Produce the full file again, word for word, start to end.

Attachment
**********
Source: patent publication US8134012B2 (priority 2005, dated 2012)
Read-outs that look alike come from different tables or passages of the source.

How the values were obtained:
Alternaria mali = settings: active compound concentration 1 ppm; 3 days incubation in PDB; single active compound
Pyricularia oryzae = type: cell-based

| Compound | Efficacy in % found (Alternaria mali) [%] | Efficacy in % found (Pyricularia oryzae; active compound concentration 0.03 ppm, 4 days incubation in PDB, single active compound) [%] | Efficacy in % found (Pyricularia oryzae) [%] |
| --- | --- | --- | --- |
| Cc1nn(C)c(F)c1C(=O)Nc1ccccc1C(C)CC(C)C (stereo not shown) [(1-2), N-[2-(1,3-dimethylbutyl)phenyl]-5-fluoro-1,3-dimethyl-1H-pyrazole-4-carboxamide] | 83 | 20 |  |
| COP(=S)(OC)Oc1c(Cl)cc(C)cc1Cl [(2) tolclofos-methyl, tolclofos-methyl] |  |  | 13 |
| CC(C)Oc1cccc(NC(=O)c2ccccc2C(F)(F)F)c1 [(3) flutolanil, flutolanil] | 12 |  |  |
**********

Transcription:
Source: patent publication US8134012B2 (priority 2005, dated 2012)
Read-outs that look alike come from different tables or passages of the source.

How the values were obtained:
Alternaria mali = settings: active compound concentration 1 ppm; 3 days incubation in PDB; single active compound
Pyricularia oryzae = type: cell-based

| Compound | Efficacy in % found (Alternaria mali) [%] | Efficacy in % found (Pyricularia oryzae; active compound concentration 0.03 ppm, 4 days incubation in PDB, single active compound) [%] | Efficacy in % found (Pyricularia oryzae) [%] |
| --- | --- | --- | --- |
| Cc1nn(C)c(F)c1C(=O)Nc1ccccc1C(C)CC(C)C (stereo not shown) [(1-2), N-[2-(1,3-dimethylbutyl)phenyl]-5-fluoro-1,3-dimethyl-1H-pyrazole-4-carboxamide] | 83 | 20 |  |
| COP(=S)(OC)Oc1c(Cl)cc(C)cc1Cl [(2) tolclofos-methyl, tolclofos-methyl] |  |  | 13 |
| CC(C)Oc1cccc(NC(=O)c2ccccc2C(F)(F)F)c1 [(3) flutolanil, flutolanil] | 12 |  |  |